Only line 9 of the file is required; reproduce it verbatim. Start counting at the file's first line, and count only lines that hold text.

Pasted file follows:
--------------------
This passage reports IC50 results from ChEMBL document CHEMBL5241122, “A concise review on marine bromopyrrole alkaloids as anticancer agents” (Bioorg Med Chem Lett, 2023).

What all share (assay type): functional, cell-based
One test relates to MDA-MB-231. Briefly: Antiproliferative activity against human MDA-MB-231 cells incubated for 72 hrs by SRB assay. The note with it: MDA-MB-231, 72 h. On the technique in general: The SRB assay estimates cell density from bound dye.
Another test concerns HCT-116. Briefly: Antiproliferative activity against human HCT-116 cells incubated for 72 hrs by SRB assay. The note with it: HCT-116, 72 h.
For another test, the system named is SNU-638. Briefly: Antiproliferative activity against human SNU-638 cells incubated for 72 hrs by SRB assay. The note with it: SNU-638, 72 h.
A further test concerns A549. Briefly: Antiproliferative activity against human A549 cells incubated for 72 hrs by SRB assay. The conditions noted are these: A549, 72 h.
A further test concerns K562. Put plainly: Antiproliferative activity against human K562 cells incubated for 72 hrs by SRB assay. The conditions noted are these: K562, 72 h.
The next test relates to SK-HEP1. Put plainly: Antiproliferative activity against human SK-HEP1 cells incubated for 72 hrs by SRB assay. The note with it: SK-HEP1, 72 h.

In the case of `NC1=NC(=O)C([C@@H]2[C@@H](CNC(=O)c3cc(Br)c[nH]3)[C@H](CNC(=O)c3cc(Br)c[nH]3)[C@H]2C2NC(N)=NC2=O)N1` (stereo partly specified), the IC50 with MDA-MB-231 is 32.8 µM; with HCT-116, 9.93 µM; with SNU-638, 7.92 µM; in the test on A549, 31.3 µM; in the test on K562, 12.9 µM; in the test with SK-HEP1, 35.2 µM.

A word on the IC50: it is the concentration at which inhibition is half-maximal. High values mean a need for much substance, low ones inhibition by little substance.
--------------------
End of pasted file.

In the case of `NC1=NC(=O)C([C@@H]2[C@@H](CNC(=O)c3cc(Br)c[nH]3)[C@H](CNC(=O)c3cc(Br)c[nH]3)[C@H]2C2NC(N)=NC2=O)N1` (stereo partly specified), the IC50 with MDA-MB-231 is 32.8 µM; with HCT-116, 9.93 µM; with SNU-638, 7.92 µM; in the test on A549, 31.3 µM; in the test on K562, 12.9 µM; in the test with SK-HEP1, 35.2 µM.